A snow day in the balmy North Carolina of global warming times is a rarity. I have always loved this experience. The highway grows quiet. The wood stove snaps and pops and talks back, baking one end of the den. The cat sleeps the whole day. Crystals are on all five million tiny tree branches. Black crows come out to bring some contrast. If I’m up early, the sky throws in some color– pink and yellow. This year it’s happening just before Christmas.
In North Carolina these rare snowfalls are considered excuse enough to retreat and give in to hot chocolate and fireside sitting. One of my favorite memories is being on the farm with three little boys, the power having been knocked out by a terrible ice storm. We had no water, but we had the wood stove to cook on and sit beside. At night, we lit the pair of antique candelabra from a time when people counted on candlelight. Ten candles is sufficient to read by, I learned, so I read to my boys until bedtime. My nineteenth century house seemed made for the lack of electricity.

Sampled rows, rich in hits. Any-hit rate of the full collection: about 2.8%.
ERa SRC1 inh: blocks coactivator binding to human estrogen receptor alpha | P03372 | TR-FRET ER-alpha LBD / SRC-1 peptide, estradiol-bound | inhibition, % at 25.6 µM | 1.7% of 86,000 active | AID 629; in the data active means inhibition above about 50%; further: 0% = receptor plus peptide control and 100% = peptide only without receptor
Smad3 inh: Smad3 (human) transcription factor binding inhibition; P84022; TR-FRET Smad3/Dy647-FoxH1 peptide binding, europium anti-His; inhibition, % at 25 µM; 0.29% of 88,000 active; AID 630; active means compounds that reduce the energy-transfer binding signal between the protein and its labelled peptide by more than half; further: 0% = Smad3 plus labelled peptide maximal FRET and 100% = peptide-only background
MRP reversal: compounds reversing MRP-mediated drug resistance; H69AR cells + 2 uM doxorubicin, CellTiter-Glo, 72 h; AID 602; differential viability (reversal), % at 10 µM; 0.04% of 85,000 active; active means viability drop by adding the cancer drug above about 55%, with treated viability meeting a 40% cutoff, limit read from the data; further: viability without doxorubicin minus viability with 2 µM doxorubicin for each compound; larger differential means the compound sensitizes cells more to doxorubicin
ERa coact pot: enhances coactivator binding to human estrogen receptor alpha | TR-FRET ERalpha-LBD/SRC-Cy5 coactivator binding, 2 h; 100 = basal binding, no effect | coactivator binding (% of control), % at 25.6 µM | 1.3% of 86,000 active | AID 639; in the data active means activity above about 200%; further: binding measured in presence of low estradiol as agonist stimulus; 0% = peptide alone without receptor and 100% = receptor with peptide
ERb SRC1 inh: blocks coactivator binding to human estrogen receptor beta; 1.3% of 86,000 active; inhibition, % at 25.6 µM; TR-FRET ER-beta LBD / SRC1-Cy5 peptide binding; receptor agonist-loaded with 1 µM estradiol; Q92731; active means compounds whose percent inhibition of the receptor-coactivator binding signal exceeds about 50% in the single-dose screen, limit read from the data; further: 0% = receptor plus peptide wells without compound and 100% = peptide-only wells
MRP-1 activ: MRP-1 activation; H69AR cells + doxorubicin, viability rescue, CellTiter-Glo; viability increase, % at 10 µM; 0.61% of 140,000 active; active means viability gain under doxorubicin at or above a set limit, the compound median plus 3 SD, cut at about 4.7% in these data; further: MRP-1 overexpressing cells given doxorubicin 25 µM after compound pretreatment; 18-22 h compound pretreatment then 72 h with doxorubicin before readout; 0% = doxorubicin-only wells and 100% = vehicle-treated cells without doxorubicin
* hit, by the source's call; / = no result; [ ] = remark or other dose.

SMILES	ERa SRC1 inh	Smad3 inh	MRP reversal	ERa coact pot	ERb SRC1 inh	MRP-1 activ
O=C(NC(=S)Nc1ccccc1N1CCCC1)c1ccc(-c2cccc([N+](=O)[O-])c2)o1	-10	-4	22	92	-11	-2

I have grown bored with my over-decorated Frazier Firs for Christmas, so for the last couple of years I have harvested a bare branched sapling from my woods and brought it inside, hung a couple of glass icicles and crystal raindrops from it’s branches, perched a bird’s nest from my extensive collection in it, and called it the Christmas tree. It’s an abstraction of the intense loveliness I see out my window this morning.
Merry, cozy, beauty-filled Christmas to us all.